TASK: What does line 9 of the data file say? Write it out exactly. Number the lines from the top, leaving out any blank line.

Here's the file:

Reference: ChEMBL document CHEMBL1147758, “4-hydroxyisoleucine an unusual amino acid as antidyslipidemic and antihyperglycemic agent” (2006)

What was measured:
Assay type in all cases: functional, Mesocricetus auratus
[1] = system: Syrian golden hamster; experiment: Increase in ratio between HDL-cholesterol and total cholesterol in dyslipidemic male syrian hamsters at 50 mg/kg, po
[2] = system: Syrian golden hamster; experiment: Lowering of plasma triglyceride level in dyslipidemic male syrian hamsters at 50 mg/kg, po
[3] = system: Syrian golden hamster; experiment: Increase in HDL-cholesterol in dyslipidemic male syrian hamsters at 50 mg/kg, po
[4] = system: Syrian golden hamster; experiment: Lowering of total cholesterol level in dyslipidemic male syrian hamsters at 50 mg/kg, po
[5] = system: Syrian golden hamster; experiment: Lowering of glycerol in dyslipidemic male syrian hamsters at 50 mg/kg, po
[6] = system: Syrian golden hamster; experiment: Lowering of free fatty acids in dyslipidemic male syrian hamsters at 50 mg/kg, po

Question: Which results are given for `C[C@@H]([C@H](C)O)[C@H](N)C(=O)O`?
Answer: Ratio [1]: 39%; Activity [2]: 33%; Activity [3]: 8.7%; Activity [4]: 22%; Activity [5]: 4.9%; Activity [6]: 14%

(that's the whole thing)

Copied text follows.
[6] = system: Syrian golden hamster; experiment: Lowering of free fatty acids in dyslipidemic male syrian hamsters at 50 mg/kg, po